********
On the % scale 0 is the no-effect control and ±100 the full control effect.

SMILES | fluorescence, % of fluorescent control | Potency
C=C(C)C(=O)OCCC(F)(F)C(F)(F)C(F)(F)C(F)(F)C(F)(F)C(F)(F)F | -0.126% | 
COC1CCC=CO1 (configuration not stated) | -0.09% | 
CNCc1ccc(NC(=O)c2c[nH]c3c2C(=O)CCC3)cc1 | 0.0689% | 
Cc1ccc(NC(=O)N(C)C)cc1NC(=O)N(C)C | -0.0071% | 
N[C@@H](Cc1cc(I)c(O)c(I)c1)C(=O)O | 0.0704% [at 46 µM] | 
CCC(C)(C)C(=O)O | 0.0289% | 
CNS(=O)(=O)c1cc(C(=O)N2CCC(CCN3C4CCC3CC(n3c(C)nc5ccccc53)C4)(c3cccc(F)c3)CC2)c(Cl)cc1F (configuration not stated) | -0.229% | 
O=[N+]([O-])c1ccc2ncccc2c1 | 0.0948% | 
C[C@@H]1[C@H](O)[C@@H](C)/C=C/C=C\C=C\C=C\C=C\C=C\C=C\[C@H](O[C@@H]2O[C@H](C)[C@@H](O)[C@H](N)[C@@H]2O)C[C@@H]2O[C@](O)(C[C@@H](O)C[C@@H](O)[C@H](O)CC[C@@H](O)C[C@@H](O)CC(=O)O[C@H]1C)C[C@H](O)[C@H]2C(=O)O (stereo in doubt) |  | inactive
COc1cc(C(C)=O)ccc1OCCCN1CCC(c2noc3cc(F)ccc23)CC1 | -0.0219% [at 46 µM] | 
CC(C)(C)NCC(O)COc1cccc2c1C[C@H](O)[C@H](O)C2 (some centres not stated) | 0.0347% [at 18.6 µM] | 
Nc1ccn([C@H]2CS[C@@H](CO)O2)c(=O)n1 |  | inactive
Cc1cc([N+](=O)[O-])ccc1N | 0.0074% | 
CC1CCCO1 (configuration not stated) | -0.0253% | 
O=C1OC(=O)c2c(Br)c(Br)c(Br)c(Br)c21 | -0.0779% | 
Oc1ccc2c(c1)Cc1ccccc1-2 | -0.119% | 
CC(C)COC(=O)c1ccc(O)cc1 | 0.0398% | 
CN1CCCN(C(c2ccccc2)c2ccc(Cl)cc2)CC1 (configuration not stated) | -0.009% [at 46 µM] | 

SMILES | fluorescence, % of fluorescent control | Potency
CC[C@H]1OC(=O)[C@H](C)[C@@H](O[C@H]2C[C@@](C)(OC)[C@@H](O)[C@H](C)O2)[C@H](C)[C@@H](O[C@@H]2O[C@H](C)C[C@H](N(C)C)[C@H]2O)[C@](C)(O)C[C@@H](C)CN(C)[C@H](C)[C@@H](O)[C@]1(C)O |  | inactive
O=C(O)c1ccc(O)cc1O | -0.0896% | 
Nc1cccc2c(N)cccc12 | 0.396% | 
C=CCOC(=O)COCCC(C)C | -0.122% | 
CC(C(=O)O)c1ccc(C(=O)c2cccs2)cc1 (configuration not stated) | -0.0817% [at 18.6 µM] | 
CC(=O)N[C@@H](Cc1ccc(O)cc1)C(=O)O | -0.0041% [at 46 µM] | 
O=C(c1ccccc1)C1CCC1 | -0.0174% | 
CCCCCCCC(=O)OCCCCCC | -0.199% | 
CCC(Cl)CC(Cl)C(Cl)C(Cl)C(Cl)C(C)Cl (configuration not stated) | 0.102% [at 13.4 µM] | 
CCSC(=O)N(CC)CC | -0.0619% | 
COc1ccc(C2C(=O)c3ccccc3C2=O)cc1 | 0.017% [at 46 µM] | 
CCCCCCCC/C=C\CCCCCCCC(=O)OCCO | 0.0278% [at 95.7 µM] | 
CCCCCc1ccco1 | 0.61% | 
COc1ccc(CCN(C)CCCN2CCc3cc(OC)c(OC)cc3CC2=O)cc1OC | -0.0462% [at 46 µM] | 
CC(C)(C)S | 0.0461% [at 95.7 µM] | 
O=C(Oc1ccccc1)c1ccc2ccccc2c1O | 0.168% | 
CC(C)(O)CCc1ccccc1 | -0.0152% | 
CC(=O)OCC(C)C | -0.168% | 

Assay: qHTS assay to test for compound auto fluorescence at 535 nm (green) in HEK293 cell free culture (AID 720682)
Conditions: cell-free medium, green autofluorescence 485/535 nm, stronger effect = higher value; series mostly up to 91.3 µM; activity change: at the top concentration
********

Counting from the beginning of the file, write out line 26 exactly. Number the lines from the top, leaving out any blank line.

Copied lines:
CC(C(=O)O)c1ccc(C(=O)c2cccs2)cc1 (configuration not stated) | -0.0817% [at 18.6 µM] | 